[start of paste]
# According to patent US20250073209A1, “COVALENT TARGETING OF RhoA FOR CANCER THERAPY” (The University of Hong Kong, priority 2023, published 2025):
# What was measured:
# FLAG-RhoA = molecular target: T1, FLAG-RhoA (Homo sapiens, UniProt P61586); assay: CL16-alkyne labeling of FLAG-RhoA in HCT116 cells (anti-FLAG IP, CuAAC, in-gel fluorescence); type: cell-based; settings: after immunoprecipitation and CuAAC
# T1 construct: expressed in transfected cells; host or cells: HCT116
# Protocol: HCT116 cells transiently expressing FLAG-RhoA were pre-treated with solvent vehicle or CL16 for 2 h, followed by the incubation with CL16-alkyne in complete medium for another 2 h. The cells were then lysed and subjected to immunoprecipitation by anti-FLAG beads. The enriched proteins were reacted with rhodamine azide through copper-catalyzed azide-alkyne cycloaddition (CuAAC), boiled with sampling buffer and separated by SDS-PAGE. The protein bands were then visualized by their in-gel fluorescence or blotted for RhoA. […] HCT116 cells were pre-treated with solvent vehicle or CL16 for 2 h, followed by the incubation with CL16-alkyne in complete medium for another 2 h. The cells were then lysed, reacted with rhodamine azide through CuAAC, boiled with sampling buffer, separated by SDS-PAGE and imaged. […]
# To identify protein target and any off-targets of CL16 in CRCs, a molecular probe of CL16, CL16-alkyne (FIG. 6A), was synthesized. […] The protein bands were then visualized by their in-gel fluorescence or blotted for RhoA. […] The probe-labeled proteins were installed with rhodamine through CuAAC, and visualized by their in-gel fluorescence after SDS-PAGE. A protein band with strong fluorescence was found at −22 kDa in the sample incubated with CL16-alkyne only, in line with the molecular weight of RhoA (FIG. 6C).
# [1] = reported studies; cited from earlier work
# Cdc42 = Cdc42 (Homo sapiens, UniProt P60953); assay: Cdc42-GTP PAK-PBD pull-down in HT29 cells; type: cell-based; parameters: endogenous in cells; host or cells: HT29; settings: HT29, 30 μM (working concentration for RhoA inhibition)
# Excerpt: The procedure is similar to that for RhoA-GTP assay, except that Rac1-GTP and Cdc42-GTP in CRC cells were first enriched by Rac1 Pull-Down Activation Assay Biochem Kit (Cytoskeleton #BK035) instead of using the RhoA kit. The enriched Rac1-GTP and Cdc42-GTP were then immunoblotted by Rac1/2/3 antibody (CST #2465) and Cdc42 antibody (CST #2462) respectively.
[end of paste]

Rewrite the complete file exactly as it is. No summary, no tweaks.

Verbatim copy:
# According to patent US20250073209A1, “COVALENT TARGETING OF RhoA FOR CANCER THERAPY” (The University of Hong Kong, priority 2023, published 2025):
# What was measured:
# FLAG-RhoA = molecular target: T1, FLAG-RhoA (Homo sapiens, UniProt P61586); assay: CL16-alkyne labeling of FLAG-RhoA in HCT116 cells (anti-FLAG IP, CuAAC, in-gel fluorescence); type: cell-based; settings: after immunoprecipitation and CuAAC
# T1 construct: expressed in transfected cells; host or cells: HCT116
# Protocol: HCT116 cells transiently expressing FLAG-RhoA were pre-treated with solvent vehicle or CL16 for 2 h, followed by the incubation with CL16-alkyne in complete medium for another 2 h. The cells were then lysed and subjected to immunoprecipitation by anti-FLAG beads. The enriched proteins were reacted with rhodamine azide through copper-catalyzed azide-alkyne cycloaddition (CuAAC), boiled with sampling buffer and separated by SDS-PAGE. The protein bands were then visualized by their in-gel fluorescence or blotted for RhoA. […] HCT116 cells were pre-treated with solvent vehicle or CL16 for 2 h, followed by the incubation with CL16-alkyne in complete medium for another 2 h. The cells were then lysed, reacted with rhodamine azide through CuAAC, boiled with sampling buffer, separated by SDS-PAGE and imaged. […]
# To identify protein target and any off-targets of CL16 in CRCs, a molecular probe of CL16, CL16-alkyne (FIG. 6A), was synthesized. […] The protein bands were then visualized by their in-gel fluorescence or blotted for RhoA. […] The probe-labeled proteins were installed with rhodamine through CuAAC, and visualized by their in-gel fluorescence after SDS-PAGE. A protein band with strong fluorescence was found at −22 kDa in the sample incubated with CL16-alkyne only, in line with the molecular weight of RhoA (FIG. 6C).
# [1] = reported studies; cited from earlier work
# Cdc42 = Cdc42 (Homo sapiens, UniProt P60953); assay: Cdc42-GTP PAK-PBD pull-down in HT29 cells; type: cell-based; parameters: endogenous in cells; host or cells: HT29; settings: HT29, 30 μM (working concentration for RhoA inhibition)
# Excerpt: The procedure is similar to that for RhoA-GTP assay, except that Rac1-GTP and Cdc42-GTP in CRC cells were first enriched by Rac1 Pull-Down Activation Assay Biochem Kit (Cytoskeleton #BK035) instead of using the RhoA kit. The enriched Rac1-GTP and Cdc42-GTP were then immunoblotted by Rac1/2/3 antibody (CST #2465) and Cdc42 antibody (CST #2462) respectively.